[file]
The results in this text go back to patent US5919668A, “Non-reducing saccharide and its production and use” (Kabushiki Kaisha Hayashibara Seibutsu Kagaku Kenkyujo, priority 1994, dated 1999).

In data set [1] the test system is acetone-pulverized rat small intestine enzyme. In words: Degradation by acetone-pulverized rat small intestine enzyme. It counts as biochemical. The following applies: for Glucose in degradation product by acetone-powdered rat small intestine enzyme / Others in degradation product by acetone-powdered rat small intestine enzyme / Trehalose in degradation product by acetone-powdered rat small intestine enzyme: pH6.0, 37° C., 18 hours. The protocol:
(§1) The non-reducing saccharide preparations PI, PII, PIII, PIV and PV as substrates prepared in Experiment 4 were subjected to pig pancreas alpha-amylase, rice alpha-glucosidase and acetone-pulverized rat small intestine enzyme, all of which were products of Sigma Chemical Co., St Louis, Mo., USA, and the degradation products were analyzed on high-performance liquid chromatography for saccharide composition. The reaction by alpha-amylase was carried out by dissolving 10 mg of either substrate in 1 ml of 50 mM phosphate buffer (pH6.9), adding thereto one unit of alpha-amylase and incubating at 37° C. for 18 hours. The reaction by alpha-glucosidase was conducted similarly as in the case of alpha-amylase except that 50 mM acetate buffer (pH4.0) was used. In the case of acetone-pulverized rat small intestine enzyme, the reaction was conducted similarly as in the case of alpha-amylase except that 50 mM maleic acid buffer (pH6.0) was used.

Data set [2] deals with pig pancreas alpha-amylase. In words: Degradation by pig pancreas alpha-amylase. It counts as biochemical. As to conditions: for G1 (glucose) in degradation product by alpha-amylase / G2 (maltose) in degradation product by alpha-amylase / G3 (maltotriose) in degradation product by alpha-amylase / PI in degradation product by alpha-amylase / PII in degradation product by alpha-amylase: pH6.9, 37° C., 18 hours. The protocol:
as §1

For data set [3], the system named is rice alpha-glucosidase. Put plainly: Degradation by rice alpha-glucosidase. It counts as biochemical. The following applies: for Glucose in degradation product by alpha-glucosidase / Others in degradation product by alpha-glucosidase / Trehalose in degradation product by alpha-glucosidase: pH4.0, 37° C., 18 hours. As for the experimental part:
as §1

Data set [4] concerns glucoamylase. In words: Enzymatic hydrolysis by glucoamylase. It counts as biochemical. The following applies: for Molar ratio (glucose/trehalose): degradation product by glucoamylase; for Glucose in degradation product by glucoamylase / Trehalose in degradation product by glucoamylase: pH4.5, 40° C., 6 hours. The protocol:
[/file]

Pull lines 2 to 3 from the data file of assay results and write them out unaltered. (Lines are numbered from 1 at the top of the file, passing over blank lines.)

In data set [1] the test system is acetone-pulverized rat small intestine enzyme. In words: Degradation by acetone-pulverized rat small intestine enzyme. It counts as biochemical. The following applies: for Glucose in degradation product by acetone-powdered rat small intestine enzyme / Others in degradation product by acetone-powdered rat small intestine enzyme / Trehalose in degradation product by acetone-powdered rat small intestine enzyme: pH6.0, 37° C., 18 hours. The protocol:
(§1) The non-reducing saccharide preparations PI, PII, PIII, PIV and PV as substrates prepared in Experiment 4 were subjected to pig pancreas alpha-amylase, rice alpha-glucosidase and acetone-pulverized rat small intestine enzyme, all of which were products of Sigma Chemical Co., St Louis, Mo., USA, and the degradation products were analyzed on high-performance liquid chromatography for saccharide composition. The reaction by alpha-amylase was carried out by dissolving 10 mg of either substrate in 1 ml of 50 mM phosphate buffer (pH6.9), adding thereto one unit of alpha-amylase and incubating at 37° C. for 18 hours. The reaction by alpha-glucosidase was conducted similarly as in the case of alpha-amylase except that 50 mM acetate buffer (pH4.0) was used. In the case of acetone-pulverized rat small intestine enzyme, the reaction was conducted similarly as in the case of alpha-amylase except that 50 mM maleic acid buffer (pH6.0) was used.